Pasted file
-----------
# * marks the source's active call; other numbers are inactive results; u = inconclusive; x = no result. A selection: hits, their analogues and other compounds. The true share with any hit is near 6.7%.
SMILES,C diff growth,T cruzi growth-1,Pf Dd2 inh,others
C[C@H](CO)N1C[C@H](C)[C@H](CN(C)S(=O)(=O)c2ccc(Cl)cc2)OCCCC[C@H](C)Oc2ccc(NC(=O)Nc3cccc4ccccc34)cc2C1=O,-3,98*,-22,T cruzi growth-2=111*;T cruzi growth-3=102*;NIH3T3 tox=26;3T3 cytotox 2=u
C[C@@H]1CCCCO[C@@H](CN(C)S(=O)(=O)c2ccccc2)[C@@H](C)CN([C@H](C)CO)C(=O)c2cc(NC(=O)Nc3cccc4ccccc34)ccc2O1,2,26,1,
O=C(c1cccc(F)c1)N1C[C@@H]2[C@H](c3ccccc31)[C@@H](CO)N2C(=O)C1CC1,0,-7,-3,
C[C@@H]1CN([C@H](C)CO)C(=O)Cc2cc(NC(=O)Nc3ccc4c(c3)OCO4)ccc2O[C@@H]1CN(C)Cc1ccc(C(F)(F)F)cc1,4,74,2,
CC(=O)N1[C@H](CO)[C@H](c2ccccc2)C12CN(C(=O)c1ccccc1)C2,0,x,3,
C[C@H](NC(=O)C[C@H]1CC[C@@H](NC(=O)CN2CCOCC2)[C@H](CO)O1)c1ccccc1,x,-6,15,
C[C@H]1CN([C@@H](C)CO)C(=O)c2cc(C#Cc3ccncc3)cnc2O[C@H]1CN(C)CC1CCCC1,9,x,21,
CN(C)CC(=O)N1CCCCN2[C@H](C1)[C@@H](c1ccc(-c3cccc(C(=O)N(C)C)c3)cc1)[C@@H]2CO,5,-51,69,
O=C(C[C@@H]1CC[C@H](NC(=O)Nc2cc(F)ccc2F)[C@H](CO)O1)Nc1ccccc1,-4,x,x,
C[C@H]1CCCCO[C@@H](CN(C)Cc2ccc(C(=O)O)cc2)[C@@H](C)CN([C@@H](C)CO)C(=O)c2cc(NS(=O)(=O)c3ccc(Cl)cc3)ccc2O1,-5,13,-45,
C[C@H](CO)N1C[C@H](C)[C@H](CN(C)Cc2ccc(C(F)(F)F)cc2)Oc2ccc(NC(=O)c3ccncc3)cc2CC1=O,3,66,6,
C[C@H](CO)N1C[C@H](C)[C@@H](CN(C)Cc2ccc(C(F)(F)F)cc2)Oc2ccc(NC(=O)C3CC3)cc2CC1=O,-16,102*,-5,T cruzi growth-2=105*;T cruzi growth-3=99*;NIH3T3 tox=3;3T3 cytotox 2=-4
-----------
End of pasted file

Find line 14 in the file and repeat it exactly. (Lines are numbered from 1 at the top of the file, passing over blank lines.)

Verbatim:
C[C@H](CO)N1C[C@H](C)[C@@H](CN(C)Cc2ccc(C(F)(F)F)cc2)Oc2ccc(NC(=O)C3CC3)cc2CC1=O,-16,102*,-5,T cruzi growth-2=105*;T cruzi growth-3=99*;NIH3T3 tox=3;3T3 cytotox 2=-4